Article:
By Paul Coleman
Big money conjures up enormous power, even the clout to dig up thousands of dead souls from their graves. Naked statutory power given to High Speed 2 (HS2) Limited by the State, via politicians in Parliament, allows the parastatal to mass exhume the bodies and remains of an estimated 61,000 people near Euston in central London.
The bodies and remains lie in St James’ Gardens, a hitherto largely undisturbed 18th and 19th century cemetery and a tranquil garden enjoyed by the public since the summer of 1887.
Alfonso works as a ‘customer services agent’ for one of HS2 Ltd’s suckling legion of sub-contractors and consultants. His job involves standing outside Euston Station, looking like a ‘charity mugger’ in his lime HS2 cap and his bottle green fleece that proclaims his role, ‘Happy to help, ask any questions’. Competing with ambulance sirens and pounding Euston Road traffic, Alfonso spouts HS2’s message. “The burial ground, I don’t know too much about it; but I’m sure HS2 Ltd have got it all under control,” says Alfonso. “This railway is going to be great for the economy.”
HS2 Ltd, the spawn of a powerful marriage of corporate Capital and the State – and now a bloated para-statal with 1,300 staff – is building the taxpayer-funded £60 billion High Speed 2 railway between London Euston and Birmingham (although some estimate the cost of HS2 will run to well over £100bn). The company deems St James’ Gardens as an inconvenient impediment – and that’s not just the 61,000 bodies and remains. Some 100 century-old trees, and lots of inconveniently placed and still living local people, simply must not be allowed to stand in HS2’s way.
St James’ Gardens
The cemetery at what is now Euston grew as the parish of St James’s in Piccadilly to the south responded to its scandalous lack of burial grounds in the 18th and 19thcenturies. The parish began recorded burials at the then 3.4-acre green field site in 1790.
Burials at St James’ Gardens ended in 1853. Late 19thcentury changes to Euston Station led to the partial removal of many bodies but the rest of the cemetery became a public garden in the summer of 1887. Thus it remained into the 21stCentury, as a quiet spot for restless living Londoners to peacefully enjoy their lunchtime and for 61,000 souls to rest permanently in peace.
I walk along Melton Street hoping to see what HS2 Ltd calls an ‘encapsulation structure’ that it is building over St James’ Gardens’ excavated topsoil and overburden. Basically, it’s a scaffold shed with an 11,000 square metre canvas-clad roof to protect archaeologists who will be scraping at unearthed coffins and body remains. Adjacent sits a bizarre yard full of yellow skips, some filled with flowers, others clogged with weeds. Welcome to HS2’s neo-blandly titled ‘Community Garden’, bitterly ironic given HS2’s destruction of St James’ Gardens just a stone’s throw away. The thought arises; ill-advisedly spend a desperate penny on a gravestone and risk an appearance before a magistrate for desecration but exhume an entire cemetery to help build a £100 billion potential white elephant railway and your act will be endorsed as state-sponsored archaeology.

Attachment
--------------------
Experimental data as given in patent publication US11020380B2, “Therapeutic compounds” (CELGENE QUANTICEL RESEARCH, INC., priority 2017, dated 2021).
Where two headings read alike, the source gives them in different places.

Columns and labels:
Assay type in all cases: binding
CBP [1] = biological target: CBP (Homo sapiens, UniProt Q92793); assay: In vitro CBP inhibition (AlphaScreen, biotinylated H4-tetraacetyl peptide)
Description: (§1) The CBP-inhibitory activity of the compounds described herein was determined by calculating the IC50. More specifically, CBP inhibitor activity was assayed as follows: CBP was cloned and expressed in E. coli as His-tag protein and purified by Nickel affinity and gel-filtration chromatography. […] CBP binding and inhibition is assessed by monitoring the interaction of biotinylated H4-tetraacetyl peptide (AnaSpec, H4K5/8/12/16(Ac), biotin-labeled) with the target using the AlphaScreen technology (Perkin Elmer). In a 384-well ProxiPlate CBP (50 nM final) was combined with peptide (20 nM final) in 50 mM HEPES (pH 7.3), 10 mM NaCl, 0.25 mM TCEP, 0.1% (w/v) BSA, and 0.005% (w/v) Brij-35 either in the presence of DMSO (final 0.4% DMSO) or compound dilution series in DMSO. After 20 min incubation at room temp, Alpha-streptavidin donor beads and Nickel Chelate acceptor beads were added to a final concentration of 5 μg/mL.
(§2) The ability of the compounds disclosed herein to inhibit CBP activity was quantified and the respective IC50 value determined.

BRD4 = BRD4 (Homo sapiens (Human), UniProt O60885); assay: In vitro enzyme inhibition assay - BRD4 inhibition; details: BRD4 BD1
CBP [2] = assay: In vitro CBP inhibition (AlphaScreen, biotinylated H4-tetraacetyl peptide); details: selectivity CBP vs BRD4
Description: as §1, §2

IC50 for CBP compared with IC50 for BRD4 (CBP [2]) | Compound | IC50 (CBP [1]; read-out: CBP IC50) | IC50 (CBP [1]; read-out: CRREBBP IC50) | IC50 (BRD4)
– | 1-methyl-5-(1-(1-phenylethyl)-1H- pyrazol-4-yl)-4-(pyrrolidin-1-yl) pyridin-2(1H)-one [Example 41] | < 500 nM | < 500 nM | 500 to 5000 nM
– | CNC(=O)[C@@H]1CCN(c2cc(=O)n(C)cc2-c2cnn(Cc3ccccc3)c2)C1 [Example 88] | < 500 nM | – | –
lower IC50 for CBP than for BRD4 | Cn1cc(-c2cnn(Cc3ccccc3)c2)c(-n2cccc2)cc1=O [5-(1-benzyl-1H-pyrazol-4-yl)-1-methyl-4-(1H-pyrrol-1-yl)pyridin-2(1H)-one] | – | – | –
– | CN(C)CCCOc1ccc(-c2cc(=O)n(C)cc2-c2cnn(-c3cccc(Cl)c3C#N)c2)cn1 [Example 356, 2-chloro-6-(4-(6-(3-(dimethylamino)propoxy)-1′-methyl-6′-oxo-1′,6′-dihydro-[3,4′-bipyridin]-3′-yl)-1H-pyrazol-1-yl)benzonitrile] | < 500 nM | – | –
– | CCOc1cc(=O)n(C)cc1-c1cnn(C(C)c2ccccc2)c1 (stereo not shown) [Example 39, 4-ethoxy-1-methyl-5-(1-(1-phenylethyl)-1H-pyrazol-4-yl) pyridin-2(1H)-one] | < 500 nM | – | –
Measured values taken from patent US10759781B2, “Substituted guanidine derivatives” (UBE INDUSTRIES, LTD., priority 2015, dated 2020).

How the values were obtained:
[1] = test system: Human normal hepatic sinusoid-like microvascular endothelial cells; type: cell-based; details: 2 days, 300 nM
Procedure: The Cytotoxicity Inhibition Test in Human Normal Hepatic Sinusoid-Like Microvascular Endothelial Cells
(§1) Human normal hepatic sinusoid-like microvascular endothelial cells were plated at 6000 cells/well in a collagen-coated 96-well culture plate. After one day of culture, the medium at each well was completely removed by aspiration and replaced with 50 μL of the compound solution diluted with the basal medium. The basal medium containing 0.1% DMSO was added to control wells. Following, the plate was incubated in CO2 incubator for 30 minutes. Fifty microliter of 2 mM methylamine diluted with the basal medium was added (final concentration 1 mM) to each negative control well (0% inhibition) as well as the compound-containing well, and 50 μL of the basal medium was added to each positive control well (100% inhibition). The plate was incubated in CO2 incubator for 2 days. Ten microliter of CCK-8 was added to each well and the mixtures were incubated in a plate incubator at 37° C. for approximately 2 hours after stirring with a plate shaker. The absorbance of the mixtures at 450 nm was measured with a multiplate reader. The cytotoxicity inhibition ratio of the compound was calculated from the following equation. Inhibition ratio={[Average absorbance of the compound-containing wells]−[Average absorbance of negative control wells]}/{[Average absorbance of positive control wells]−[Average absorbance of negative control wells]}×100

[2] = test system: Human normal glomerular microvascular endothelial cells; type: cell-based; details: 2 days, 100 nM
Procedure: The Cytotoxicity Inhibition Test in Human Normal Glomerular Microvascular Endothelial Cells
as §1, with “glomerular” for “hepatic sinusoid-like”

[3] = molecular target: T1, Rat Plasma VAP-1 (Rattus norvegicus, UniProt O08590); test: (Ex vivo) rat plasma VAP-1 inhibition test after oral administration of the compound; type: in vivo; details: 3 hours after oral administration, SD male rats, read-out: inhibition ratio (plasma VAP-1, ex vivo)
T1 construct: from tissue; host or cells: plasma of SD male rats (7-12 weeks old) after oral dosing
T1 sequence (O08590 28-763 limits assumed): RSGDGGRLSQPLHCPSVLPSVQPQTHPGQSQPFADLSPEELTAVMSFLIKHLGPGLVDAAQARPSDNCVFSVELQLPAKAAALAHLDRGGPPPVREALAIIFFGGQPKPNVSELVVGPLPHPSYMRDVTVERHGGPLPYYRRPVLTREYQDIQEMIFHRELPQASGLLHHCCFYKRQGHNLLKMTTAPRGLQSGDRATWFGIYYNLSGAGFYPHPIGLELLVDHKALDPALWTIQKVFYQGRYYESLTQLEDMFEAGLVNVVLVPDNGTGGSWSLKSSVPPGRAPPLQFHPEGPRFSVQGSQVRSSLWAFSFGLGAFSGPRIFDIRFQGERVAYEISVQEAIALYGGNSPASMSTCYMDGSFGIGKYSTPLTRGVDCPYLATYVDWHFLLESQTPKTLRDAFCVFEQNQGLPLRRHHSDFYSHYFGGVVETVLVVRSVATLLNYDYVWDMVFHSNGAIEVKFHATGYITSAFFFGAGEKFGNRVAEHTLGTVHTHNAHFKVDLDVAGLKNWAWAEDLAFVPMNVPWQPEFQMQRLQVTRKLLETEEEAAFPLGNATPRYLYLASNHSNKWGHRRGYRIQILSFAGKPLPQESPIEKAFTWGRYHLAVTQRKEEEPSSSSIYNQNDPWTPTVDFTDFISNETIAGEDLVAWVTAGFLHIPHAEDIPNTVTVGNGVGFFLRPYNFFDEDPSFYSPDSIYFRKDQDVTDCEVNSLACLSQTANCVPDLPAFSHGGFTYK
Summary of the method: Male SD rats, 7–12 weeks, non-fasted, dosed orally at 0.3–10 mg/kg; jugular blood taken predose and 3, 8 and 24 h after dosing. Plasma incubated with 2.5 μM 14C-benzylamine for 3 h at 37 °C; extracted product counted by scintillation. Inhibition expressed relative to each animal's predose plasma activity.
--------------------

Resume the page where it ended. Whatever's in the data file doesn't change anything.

To complete its London Euston terminus, HS2 also entails the demolition of 168 council homes in three blocks on the Camden Council-owned Regents Park Estate – forced through despite fierce opposition from local residents and community groups. HS2 has already shunted dozens of resident tenants and leaseholders out of their homes, some compelled to live in newly-built replacement homes. New homes might sound good, except these new homes are built on children’s play areas and green spaces on a council estate situated in one of London’s most built-up localities. The HS2 compensation scheme also is known to have bypassed a small quotient of long-standing local residents. HS2 has even called ‘last orders’ on a landmark local pub, the Bree Louise, ripping the local community’s social fabric.
HS2 Ltd, of course, don’t present it that way. Chunks of Melton Street’s hoardings are clad with HS2 propaganda, showing images of smiling local people, giving an impression that everyone is at peace now with the Parliament-approved HS2 and its London Euston terminus.
HS2 Ltd has also permanently blocked access to what was St James’ Gardens along Cardington Street. The 100 trees are now felled; an act that some local campaigners condemn as ‘aboricide’. The 61,000 dead must go too. The garden itself is now a scoured building site, fortressed by gates, hoardings and ubiquitous security guards in hi-viz jackets. The canvas roof covers the ‘encapsulation structure’; it’s hard enough to believe 61,000 people are buried there, harder still to comprehend their being dug up.